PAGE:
But has the Dragon bitten off more than it can chew? Today the world seeks answers and looks askance at China for its Covid chicanery, as the staggering human and economic costs mount – and the uninterrupted Chinese military belligerence even in these times, militates even more.

It is not just the patent Chinese deceit at Galwan, earlier they had sunk a Vietnamese fishing trawler in the Paracel Islands, claiming it falsely to be in Chinese waters. Upping that ante, the People’s Republic claimed 80 islands, reefs, shoals and ridges in the restive South China Seas, for the first time since 1983, to the horror of neighbouring littoral states – this when the world was reeling under the Covid crisis.

Australia joined the chorus, accusing China of spreading misinformation that “contributes to a climate of fear and division” – just last week the Australian PM complained of “malicious cyberwarfare” by “state actors”, the finger unmistakably pointed at China.

While the “ways” of the Chinese state are well known, sheer desperation and a lack of alternatives forces many nations to willingly or unwillingly succumb to the Dragon.

In 2016, Pakistan’s Chairman of the Senate Standing Committee on Planning and Development warned of the China Pakistan Economic Corridor becoming “another East India Company” – today Pakistan is a completely beholden state, and the otherwise voluble Imran Khan is not allowed to talk about the Uighur Muslims incarcerated by China.

Sri Lanka too realised the cost of accepting Chinese “investments” as it ultimately had to cede control of its Hambantota port for a lease of 99 years to China.

But the most significant U–turn against the Chinese was performed by the Philippines again, as they suspended plans to cancel the Visiting Forces Agreement with the US government, after earlier spewing venom at it and cosying up unbelievably to Beijing. The Philippines government attributes this change of heart to “political and other developments in the region”, a phrase which barely conceals its fear of Chinese machinations.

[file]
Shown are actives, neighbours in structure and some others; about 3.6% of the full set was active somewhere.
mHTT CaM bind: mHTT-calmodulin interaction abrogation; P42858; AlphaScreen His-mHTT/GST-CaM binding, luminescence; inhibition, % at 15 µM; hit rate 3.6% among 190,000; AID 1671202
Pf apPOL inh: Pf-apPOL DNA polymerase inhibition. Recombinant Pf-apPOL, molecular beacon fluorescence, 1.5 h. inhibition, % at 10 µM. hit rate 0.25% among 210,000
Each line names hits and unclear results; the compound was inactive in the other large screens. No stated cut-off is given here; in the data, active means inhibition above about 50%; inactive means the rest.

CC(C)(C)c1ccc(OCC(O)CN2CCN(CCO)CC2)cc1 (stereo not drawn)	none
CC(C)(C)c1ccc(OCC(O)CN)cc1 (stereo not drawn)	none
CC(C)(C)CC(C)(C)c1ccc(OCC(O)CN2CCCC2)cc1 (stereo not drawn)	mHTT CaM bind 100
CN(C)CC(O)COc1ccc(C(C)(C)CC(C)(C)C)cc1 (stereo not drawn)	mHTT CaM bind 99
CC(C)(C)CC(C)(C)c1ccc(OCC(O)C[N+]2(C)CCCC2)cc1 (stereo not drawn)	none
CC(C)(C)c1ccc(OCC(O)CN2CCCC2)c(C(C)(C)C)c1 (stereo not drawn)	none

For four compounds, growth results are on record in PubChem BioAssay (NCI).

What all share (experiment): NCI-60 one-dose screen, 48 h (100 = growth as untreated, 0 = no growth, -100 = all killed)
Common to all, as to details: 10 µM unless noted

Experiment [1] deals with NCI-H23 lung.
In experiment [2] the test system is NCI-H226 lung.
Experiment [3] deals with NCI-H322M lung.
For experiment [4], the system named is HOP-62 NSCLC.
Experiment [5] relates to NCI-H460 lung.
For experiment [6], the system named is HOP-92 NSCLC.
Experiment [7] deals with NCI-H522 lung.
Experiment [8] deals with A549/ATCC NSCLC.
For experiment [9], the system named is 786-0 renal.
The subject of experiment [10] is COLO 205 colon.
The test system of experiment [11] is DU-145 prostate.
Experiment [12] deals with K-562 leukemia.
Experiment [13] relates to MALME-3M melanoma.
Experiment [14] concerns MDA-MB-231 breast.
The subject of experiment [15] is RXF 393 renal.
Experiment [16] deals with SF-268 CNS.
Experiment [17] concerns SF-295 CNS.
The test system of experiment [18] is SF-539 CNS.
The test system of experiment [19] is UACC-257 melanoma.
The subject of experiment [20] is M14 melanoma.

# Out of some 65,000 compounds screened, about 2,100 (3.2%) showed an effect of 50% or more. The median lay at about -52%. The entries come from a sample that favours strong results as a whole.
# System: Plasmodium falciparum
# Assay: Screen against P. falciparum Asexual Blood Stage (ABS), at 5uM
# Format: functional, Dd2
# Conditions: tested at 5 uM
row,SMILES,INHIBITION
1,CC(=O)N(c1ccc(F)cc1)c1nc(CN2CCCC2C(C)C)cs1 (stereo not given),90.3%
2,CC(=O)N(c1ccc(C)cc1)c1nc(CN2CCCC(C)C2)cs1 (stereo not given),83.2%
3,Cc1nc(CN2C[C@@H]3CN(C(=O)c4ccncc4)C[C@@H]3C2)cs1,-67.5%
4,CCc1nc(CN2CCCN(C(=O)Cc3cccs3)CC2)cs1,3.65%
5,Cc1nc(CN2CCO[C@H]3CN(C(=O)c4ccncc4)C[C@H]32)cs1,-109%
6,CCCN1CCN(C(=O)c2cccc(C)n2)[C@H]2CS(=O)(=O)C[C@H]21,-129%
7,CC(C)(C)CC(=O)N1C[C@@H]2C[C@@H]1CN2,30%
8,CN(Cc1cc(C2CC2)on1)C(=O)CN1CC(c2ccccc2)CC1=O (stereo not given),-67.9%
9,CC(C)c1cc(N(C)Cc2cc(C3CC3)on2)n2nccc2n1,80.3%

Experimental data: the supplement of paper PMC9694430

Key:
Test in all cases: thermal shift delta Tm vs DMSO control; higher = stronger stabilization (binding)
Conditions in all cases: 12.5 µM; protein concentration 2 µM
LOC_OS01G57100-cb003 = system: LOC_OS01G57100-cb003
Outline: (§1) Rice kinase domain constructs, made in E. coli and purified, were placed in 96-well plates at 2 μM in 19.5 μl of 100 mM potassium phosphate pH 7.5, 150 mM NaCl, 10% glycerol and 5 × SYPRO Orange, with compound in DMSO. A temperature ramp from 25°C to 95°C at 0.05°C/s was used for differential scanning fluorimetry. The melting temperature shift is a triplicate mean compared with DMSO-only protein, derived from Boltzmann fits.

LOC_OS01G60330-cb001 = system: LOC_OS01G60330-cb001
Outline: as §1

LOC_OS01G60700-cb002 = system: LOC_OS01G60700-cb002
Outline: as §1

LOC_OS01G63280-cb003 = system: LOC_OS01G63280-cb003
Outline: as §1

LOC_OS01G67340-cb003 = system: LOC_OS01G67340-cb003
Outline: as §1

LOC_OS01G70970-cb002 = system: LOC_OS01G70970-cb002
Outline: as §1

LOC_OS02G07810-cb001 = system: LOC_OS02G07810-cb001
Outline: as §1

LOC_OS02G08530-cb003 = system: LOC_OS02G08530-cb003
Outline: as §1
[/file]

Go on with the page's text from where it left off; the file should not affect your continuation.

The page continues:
Closer home, relations between India and Nepal hit rock-bottom with the cartographic counter-claims, which Delhi claimed Kathmandu was doing at the behest of China. Serendipitously, three opposition MPs of the Nepali Congress have embarrassed the government by filing a petition seeking the eviction of Nepalese land by the Chinese! The government remains tightlipped but the discomfort of falling for Chinese tricks is obvious.

The old guard in China must wonder if the metamorphosis of Deng Xiaoping’s China into the Warrior Wolf Diplomacy of Xi Jingping, which has triggered an overreach at any cost, was too much too soon. Beyond Pakistan and North Korea, neither of which has a viable alternative, the Chinese have not been able to sustain or secure their “expansionism”. And ironically, Donald Trump’s unpredictable and protectionist agenda may have contributed to their appeal.

Yet today as the world stares at the inevitable and punishing price of Covid, the Chinese state has still not let go of its expansionist impulse, and there is renewed pushback even from its ‘beneficiaries’. Is the Dragon running out of tricks?

Lt Gen Bhopinder Singh (Retd) is a former Lt Governor of Andaman and Nicobar Islands & Puducherry